Craig C. Earle, MD, MSc
Harvard Medical School
Center for Outcomes and Policy Research
Dana-Farber Cancer Center
The recent Institute of Medicine (IOM) report From Cancer Patient to Cancer Survivor: Lost in Transition recommended that “survivorship care plans” be created for patients as they complete primary therapy for cancer in order to ensure clarity for all involved about patients’ diagnoses, treatment received, and plan for surveillance. The survivorship care plan should explicitly identify the providers responsible for each aspect of ongoing care and give information on resources available for psychosocial and other practical issues that may arise as a result of the prior cancer diagnosis. Creation of such a document would likely require a dedicated “off-treatment” or “transition” consultation in most cases. The IOM stated that such survivorship care plans “have strong face validity and can reasonably be assumed to improve care unless and until evidence accumulates to the contrary.” This may be true, but it was an unusual step to make such a strong recommendation in the absence of much evidence. The logistics and resources required to implement survivorship care planning are nontrivial. If evidence eventually does not support their use, a lot of time, money and effort will have been wasted. Therefore, it is incumbent on the health services research community to quickly yet rigorously evaluate each element of the survivorship care plan and the effects, both good and bad, of its implementation.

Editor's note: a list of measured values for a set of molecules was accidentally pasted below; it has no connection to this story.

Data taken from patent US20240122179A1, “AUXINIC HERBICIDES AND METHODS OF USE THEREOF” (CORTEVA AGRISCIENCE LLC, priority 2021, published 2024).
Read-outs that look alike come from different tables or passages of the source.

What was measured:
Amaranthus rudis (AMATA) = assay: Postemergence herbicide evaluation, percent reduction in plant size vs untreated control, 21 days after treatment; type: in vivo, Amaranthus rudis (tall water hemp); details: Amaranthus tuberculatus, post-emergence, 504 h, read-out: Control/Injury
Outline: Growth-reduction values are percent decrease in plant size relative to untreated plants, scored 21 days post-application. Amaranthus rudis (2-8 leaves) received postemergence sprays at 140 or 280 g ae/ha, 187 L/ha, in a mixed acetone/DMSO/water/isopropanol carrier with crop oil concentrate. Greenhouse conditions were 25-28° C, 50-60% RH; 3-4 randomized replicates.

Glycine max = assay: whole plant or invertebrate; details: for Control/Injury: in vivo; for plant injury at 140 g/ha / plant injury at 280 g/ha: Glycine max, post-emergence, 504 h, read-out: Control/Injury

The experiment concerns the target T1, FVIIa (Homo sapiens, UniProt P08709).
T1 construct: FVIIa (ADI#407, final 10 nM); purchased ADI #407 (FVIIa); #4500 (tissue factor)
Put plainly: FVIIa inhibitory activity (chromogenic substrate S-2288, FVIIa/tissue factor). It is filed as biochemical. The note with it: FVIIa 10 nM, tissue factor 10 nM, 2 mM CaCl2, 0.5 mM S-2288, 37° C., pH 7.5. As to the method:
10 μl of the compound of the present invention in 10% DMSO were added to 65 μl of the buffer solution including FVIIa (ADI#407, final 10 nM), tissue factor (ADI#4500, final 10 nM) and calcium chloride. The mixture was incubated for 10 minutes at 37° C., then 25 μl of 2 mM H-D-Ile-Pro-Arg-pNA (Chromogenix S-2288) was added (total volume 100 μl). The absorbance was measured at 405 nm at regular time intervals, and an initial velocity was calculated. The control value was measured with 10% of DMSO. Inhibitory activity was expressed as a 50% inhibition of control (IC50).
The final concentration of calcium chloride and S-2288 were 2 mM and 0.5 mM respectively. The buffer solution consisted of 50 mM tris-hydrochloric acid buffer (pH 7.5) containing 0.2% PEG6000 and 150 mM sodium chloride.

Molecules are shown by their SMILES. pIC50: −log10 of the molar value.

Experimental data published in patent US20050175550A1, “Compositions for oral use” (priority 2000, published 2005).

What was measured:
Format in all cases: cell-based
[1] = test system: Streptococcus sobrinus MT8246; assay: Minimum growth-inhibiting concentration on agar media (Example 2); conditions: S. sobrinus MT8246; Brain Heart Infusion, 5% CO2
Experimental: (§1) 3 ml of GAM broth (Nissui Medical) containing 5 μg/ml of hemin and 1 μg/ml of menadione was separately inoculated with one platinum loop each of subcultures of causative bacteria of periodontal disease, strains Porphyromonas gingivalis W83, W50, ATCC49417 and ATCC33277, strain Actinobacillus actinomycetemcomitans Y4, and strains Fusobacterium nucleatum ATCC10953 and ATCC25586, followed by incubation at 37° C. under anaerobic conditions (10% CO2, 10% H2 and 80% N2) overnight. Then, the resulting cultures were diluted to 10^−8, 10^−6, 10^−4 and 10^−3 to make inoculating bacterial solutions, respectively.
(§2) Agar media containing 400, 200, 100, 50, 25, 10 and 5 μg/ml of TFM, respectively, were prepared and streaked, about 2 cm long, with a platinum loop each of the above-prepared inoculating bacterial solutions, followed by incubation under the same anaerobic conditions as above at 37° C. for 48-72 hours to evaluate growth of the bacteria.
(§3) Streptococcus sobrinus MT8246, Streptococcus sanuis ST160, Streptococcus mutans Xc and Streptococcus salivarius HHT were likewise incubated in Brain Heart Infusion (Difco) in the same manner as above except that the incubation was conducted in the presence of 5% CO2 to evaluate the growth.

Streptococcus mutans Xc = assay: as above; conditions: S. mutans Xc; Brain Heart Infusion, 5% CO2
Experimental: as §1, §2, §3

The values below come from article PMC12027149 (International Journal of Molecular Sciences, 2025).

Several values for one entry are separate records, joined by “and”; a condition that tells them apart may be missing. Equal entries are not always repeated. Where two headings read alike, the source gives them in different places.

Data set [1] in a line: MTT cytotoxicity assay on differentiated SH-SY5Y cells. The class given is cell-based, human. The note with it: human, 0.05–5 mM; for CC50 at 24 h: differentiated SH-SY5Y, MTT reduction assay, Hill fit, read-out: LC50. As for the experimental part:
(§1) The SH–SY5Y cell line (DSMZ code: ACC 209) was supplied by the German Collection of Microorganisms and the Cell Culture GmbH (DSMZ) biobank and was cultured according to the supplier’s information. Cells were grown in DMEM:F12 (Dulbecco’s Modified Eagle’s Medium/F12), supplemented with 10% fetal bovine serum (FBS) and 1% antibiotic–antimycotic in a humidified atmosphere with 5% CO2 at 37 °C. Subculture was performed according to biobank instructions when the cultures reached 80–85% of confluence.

The theory implicit in this focus on optimizing the transition from cancer patient to survivor is that if treatment summaries and survivorship